One of the first instances of relying on geography and statistical analysis was in mid-19th century London, during a cholera outbreak. In 1854, Dr. John Snow came to the conclusion that cholera was spreading via tainted water and decided to display neighborhood mortality data directly on a map. This method revealed a cluster of cases around a specific pump from which people were drawing their water from.

While the interactions created through trade and urban life play a pivotal role, it is also the virulent nature of particular diseases that indicate the trajectory of a pandemic.

Tracking Infectiousness

Scientists use a basic measure to track the infectiousness of a disease called the reproduction number — also known as R0 or “R naught.” This number tells us how many susceptible people, on average, each sick person will in turn infect.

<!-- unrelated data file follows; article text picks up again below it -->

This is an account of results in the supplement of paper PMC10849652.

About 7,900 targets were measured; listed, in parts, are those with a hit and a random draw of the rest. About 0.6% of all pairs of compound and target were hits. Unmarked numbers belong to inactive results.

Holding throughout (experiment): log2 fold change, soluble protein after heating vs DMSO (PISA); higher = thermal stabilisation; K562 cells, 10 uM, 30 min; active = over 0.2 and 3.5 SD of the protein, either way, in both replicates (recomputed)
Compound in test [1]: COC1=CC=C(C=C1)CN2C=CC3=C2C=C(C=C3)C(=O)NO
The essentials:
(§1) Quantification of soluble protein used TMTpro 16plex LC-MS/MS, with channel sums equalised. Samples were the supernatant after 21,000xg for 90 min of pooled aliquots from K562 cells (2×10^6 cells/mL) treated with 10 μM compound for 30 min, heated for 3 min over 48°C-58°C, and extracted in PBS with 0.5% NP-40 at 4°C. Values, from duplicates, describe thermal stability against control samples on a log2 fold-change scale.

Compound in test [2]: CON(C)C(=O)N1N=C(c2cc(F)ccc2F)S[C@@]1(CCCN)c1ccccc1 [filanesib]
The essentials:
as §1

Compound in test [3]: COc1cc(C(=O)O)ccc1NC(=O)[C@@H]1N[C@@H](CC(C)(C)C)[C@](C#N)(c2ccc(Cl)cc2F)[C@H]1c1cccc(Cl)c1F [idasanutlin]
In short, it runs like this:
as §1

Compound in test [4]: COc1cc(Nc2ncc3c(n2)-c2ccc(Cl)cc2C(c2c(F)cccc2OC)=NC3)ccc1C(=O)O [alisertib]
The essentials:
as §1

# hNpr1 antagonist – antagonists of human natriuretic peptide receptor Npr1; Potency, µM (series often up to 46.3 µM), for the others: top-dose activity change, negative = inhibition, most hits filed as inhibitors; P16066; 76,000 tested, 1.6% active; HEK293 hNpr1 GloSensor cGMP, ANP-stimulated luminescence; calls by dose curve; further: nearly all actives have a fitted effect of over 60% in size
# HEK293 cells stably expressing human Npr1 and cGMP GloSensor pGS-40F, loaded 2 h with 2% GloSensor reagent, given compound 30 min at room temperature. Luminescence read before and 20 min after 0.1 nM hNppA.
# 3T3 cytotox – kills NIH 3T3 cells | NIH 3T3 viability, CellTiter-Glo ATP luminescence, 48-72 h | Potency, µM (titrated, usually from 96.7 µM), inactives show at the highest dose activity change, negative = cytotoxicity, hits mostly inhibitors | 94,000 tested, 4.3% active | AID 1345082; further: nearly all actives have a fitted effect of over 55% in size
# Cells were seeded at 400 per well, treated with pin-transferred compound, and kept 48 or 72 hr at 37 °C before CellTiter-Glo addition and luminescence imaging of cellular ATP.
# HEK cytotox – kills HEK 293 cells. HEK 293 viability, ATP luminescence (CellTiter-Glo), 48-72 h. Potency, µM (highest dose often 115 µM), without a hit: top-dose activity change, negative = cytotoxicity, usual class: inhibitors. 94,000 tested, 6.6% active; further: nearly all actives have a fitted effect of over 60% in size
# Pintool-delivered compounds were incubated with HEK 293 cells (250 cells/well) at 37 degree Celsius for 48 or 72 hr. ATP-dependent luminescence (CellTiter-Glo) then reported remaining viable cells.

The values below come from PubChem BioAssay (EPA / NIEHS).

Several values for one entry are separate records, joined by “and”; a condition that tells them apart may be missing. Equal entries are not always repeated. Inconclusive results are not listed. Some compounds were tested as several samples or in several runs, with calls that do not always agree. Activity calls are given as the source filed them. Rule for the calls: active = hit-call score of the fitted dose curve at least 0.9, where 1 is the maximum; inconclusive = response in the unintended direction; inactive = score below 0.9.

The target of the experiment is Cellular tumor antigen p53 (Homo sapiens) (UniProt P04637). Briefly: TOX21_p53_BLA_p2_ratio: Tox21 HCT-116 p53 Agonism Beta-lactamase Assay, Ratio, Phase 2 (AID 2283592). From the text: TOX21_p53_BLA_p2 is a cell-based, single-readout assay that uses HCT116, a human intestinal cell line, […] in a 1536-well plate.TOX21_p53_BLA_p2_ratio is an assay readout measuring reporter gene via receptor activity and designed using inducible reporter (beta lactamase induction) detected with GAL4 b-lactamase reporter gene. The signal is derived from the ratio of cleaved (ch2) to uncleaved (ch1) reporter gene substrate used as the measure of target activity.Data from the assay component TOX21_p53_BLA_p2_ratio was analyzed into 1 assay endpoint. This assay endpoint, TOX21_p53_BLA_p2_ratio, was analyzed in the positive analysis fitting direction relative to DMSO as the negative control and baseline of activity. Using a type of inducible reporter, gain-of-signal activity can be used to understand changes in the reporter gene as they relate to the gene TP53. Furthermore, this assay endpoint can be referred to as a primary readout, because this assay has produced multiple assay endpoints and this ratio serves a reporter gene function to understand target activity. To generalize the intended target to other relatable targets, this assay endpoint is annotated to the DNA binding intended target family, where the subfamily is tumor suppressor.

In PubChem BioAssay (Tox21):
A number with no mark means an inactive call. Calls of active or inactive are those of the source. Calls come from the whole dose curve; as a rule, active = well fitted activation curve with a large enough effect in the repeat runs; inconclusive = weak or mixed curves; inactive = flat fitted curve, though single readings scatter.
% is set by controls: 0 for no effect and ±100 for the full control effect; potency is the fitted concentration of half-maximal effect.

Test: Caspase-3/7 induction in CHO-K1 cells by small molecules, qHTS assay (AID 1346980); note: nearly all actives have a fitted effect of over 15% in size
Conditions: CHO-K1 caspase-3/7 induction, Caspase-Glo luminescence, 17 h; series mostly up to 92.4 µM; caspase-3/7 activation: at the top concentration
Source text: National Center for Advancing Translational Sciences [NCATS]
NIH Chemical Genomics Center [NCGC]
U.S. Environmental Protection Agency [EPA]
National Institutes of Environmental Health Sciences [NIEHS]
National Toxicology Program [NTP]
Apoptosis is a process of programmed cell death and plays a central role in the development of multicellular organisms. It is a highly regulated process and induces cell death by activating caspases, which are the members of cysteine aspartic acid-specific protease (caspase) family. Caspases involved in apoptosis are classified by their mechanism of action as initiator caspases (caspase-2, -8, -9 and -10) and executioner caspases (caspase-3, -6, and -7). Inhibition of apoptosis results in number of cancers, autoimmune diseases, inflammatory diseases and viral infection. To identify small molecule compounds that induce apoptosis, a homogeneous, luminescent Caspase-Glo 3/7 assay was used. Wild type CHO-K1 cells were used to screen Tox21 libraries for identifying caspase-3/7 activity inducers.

Measles tops the list, being the most contagious with a R0 range of 12-18. This means a single person can infect, on average, 12 to 18 people in an unvaccinated population.

While measles may be the most virulent, vaccination efforts and herd immunity can curb its spread. The more people are immune to a disease, the less likely it is to proliferate, making vaccinations critical to prevent the resurgence of known and treatable diseases.

It’s hard to calculate and forecast the true impact of COVID-19, as the outbreak is still ongoing and researchers are still learning about this new form of coronavirus.

Urbanization and the Spread of Disease

We arrive at where we began, with rising global connections and interactions as a driving force behind pandemics. From small hunting and gathering tribes to the metropolis, humanity’s reliance on one another has also sparked opportunities for disease to spread.